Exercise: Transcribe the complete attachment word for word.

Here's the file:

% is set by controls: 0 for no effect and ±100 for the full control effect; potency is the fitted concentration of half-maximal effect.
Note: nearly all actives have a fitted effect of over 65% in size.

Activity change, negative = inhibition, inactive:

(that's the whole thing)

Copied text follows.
% is set by controls: 0 for no effect and ±100 for the full control effect; potency is the fitted concentration of half-maximal effect.
Note: nearly all actives have a fitted effect of over 65% in size.

Activity change, negative = inhibition, inactive: